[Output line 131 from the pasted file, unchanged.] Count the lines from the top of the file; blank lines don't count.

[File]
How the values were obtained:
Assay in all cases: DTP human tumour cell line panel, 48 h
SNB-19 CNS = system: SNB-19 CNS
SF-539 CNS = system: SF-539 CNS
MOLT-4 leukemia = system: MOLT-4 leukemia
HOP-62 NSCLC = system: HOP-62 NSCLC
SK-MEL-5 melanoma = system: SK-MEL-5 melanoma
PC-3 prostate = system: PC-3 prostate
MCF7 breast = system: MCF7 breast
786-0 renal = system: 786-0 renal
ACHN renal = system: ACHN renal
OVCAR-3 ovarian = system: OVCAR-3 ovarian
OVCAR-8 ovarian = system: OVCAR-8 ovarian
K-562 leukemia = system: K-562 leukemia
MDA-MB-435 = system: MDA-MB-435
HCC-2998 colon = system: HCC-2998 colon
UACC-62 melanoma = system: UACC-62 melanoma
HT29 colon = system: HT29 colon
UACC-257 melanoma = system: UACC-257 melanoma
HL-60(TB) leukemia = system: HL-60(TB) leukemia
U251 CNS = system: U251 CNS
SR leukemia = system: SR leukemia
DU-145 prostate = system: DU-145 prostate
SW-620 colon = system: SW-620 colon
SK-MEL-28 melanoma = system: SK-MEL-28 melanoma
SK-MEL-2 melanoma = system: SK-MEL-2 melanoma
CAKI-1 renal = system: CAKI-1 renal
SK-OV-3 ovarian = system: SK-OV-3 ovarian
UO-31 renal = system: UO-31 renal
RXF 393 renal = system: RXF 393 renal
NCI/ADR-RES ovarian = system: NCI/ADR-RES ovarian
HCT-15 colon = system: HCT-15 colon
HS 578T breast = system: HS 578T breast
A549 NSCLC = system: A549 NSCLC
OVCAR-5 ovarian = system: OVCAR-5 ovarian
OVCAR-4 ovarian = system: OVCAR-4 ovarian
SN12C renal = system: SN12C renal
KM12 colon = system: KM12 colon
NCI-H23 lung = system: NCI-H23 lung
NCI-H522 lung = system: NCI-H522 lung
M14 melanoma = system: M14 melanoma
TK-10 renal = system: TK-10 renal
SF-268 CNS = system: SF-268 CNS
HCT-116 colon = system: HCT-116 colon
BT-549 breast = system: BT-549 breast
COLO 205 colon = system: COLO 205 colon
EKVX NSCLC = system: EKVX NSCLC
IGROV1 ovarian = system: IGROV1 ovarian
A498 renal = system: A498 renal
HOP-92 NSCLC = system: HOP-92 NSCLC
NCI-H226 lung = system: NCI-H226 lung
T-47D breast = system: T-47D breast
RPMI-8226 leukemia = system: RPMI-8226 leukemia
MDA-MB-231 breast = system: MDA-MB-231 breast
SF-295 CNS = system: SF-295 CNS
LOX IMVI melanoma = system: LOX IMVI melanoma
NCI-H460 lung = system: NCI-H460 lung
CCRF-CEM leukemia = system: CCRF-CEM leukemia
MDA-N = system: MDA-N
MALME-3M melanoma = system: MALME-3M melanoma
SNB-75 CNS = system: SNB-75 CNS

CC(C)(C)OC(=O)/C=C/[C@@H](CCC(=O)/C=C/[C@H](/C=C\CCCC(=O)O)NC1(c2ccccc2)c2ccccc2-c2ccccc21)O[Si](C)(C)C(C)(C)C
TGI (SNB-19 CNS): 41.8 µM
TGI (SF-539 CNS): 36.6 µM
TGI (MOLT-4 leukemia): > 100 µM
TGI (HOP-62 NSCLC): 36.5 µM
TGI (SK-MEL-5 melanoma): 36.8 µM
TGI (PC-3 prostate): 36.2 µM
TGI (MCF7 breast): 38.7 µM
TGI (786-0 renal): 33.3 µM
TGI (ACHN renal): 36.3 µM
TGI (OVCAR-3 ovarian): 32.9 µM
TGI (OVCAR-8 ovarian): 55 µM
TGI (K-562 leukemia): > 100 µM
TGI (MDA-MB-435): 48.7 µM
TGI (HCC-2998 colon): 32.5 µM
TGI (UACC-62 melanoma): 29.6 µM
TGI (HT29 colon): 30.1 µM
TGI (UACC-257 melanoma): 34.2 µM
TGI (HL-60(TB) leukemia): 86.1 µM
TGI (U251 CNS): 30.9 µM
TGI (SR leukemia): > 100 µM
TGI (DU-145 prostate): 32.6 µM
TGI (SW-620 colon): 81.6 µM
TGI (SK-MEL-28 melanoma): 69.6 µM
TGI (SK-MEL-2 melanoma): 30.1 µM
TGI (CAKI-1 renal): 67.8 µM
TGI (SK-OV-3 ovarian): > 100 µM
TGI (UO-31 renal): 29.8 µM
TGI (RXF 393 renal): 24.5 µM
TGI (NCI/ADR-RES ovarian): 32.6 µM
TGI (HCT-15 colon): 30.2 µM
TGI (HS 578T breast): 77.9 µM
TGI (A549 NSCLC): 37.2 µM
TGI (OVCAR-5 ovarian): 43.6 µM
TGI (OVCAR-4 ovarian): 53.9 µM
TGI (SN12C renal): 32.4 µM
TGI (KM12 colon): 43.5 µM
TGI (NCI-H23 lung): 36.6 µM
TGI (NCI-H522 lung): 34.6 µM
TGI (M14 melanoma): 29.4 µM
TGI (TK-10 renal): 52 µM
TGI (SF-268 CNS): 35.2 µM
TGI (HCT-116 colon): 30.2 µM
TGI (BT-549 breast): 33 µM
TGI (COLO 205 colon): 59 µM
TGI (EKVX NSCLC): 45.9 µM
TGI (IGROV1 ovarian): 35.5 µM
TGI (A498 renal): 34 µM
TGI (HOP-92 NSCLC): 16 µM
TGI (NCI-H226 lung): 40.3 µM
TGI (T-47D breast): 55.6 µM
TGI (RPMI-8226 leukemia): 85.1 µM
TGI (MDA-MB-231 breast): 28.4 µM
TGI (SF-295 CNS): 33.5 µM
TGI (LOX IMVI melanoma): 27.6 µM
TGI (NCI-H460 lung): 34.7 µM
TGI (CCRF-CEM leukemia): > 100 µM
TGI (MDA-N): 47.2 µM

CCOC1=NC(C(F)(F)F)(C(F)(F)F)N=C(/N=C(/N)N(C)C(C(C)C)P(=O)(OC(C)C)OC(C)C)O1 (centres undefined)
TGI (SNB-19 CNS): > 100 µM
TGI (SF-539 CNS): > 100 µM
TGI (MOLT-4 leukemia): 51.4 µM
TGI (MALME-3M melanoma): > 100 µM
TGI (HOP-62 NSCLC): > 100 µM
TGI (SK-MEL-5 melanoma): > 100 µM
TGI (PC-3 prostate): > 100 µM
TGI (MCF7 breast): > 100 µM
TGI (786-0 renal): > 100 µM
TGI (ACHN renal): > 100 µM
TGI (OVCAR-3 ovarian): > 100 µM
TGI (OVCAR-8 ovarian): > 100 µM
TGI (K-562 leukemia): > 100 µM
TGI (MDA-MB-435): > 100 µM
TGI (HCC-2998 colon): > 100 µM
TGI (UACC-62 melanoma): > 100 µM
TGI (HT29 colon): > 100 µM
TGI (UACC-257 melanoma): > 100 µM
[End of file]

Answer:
TGI (OVCAR-3 ovarian): > 100 µM